• Offer several years of market exclusivity.

Beside deploying efforts to encourage industry stakeholders to increase their investments in rare disease R&D, national and international agencies recommend collaborating with non-profit organizations and patient organizations, which have become key in drawing attention to rare diseases and mobilizing the rare disease community.

Having a rare disease presents specific questions that need to be answered in a specific manner:

  • The question of individual symptomatology: Rare diseases are characterized by a wide range of symptoms, which vary not only between diseases, but also between patients with the same disease. Therefore, understanding the individual symptomatology, and focusing on addressing the symptoms that matter most to patients, is a particular challenge.
  • The question of diagnosis: Patients experience significant delays in access to robust diagnoses: in Europe, 25% of rare disease patients had to wait between 5 to 30 years from disease onset to receiving a genetic diagnosis for their condition. Wide variations in age of onset and natural history of the disease complicate and significantly extend the diagnosis process.
  • The question of treatment: As well as the long wait for a robust diagnosis, rare disease patients and their families also often experience the the harsh reality of a lack of appropriate care, with 95% of rare diseases having no cure at all.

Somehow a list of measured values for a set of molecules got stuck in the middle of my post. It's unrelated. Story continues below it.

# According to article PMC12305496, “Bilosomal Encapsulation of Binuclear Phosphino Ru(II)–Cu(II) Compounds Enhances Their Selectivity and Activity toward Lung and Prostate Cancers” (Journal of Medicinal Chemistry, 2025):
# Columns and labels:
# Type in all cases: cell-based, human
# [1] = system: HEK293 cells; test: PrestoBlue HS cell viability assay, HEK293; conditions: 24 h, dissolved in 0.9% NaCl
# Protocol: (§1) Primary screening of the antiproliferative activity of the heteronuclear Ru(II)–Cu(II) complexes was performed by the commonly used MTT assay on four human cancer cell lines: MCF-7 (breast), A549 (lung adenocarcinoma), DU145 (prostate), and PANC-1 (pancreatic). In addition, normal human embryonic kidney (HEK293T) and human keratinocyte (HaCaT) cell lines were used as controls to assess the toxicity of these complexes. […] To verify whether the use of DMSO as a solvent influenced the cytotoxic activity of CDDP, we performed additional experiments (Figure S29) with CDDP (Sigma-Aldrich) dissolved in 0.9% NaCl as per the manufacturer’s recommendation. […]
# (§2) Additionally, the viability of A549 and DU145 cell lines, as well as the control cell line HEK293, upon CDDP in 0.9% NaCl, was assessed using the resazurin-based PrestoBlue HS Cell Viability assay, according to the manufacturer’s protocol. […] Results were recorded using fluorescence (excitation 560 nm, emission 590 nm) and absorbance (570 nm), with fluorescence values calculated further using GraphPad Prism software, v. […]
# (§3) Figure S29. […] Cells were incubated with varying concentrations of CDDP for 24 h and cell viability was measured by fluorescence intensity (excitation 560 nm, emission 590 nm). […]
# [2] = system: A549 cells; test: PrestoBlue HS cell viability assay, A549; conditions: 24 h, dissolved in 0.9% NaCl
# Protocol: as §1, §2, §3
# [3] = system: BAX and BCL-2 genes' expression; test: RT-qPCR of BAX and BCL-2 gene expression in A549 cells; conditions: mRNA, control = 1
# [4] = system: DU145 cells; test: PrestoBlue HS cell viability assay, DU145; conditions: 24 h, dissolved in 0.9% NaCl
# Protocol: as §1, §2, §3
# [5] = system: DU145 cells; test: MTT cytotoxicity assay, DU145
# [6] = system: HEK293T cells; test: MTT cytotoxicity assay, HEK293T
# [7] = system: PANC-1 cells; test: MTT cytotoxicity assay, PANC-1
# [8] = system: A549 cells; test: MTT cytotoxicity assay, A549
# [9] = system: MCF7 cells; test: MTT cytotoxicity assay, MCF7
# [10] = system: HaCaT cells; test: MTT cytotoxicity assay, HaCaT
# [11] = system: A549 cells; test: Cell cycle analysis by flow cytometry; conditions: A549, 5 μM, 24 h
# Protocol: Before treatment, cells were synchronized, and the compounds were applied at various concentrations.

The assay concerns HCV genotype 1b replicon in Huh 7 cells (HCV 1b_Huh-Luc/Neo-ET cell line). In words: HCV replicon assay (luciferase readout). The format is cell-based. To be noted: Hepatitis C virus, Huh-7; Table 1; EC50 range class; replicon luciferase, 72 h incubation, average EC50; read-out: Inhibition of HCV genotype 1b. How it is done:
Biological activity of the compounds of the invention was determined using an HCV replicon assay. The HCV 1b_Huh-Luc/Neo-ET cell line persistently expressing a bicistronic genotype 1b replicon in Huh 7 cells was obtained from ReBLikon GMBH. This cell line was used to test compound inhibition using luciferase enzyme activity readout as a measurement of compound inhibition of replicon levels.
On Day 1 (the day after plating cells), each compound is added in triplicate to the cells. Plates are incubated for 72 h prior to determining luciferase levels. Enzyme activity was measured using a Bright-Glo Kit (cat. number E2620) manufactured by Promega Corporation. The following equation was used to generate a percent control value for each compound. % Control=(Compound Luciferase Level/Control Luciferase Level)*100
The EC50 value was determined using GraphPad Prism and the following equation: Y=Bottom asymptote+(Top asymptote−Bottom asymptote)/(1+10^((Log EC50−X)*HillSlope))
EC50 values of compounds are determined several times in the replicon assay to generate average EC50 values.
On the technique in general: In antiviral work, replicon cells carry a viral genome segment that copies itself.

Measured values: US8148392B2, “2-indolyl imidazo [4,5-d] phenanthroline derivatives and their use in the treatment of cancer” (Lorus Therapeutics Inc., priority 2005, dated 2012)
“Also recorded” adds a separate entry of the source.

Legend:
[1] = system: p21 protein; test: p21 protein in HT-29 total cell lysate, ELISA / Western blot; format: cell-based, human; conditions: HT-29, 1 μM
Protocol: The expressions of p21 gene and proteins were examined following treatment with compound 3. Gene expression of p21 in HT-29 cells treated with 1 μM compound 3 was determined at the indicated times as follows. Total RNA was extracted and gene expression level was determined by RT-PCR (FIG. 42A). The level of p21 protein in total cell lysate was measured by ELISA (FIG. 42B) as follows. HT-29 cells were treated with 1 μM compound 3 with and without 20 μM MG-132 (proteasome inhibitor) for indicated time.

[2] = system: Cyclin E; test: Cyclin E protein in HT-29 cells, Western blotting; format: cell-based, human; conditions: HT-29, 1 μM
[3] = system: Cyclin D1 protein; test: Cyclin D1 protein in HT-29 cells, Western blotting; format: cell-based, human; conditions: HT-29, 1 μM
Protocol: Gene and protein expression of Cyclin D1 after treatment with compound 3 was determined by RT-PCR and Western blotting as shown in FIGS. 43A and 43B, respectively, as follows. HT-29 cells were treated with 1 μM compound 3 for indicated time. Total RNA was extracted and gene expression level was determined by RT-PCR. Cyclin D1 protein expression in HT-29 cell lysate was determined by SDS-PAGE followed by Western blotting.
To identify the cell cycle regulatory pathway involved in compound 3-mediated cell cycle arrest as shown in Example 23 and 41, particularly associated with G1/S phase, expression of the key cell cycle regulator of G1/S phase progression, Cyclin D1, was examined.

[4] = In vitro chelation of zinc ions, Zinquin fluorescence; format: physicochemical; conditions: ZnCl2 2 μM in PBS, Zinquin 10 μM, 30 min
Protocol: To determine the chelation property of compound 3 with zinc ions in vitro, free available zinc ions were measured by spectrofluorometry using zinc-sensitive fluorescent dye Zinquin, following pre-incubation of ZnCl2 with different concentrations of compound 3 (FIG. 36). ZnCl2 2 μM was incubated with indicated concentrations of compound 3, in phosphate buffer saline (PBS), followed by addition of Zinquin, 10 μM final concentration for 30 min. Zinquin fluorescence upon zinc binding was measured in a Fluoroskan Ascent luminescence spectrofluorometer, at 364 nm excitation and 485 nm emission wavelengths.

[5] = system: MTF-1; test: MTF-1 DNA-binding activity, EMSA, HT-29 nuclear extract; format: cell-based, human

• The question of the socioeconomic impact: Both patients and caregivers highlight the challenges in maintaining employment and education, due to frequent medical follow-ups and the uncertain nature of their condition. Rare Disease UK reports that 66% of rare disease patients and caregivers in the UK indicate an impact on their ability to find and maintain paid employment.

Local and international non-profit organizations as well as patient organizations have raised these specific concerns, and are now recognized for the very important role they play in tackling them:

  • Patient organizations have grown and structured themselves in the rare disease field. While active across many therapeutic areas, the role of patient groups is particularly important in the context of rare diseases: with scarce medical knowledge, families affected by these conditions come together to provide each other with support and to share experiences. Recent research suggests that patient organizations play an important role in steering research efforts in rare disease. This research also highlights that the presence of patient organizations and the mobilization of rare disease patients are fundamental prerequisites for conducting efficient clinical research.